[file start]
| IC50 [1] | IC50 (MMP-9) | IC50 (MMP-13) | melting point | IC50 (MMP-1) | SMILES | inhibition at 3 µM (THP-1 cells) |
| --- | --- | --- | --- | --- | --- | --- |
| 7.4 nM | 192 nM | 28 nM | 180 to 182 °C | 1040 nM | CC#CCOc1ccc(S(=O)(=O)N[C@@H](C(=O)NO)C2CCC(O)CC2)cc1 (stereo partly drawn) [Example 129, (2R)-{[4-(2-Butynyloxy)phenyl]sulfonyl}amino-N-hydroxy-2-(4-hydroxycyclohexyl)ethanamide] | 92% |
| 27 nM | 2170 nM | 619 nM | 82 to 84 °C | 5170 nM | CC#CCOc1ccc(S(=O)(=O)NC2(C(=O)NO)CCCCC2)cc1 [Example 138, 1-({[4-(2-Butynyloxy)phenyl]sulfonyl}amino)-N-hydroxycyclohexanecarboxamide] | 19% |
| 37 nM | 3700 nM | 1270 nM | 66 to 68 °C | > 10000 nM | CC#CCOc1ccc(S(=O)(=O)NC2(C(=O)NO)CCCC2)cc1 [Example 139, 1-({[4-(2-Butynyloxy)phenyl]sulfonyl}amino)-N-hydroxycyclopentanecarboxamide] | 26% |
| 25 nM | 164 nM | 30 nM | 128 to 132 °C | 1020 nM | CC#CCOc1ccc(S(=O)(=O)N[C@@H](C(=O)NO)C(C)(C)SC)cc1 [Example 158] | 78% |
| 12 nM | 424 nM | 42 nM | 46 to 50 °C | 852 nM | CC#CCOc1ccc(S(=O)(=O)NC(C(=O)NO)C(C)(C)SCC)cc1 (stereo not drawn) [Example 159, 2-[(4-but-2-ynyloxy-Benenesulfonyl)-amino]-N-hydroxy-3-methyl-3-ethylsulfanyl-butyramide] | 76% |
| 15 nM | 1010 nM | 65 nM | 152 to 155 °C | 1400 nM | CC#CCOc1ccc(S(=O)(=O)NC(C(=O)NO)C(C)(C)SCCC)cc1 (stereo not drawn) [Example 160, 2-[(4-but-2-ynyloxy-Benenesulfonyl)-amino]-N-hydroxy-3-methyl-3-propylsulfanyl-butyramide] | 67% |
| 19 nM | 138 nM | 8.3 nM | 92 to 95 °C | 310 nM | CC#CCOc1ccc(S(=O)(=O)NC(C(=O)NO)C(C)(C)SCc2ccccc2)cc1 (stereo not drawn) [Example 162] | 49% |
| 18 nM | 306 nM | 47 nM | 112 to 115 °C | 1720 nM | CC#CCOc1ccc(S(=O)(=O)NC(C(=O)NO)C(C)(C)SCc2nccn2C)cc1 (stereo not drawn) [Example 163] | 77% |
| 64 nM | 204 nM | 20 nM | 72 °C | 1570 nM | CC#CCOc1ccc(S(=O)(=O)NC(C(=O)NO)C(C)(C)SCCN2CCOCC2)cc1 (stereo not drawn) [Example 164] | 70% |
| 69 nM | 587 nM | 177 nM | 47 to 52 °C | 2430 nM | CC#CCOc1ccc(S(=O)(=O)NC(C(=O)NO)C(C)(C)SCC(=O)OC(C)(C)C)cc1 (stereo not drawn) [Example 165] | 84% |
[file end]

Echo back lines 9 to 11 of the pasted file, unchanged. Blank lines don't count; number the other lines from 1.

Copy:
| 19 nM | 138 nM | 8.3 nM | 92 to 95 °C | 310 nM | CC#CCOc1ccc(S(=O)(=O)NC(C(=O)NO)C(C)(C)SCc2ccccc2)cc1 (stereo not drawn) [Example 162] | 49% |
| 18 nM | 306 nM | 47 nM | 112 to 115 °C | 1720 nM | CC#CCOc1ccc(S(=O)(=O)NC(C(=O)NO)C(C)(C)SCc2nccn2C)cc1 (stereo not drawn) [Example 163] | 77% |
| 64 nM | 204 nM | 20 nM | 72 °C | 1570 nM | CC#CCOc1ccc(S(=O)(=O)NC(C(=O)NO)C(C)(C)SCCN2CCOCC2)cc1 (stereo not drawn) [Example 164] | 70% |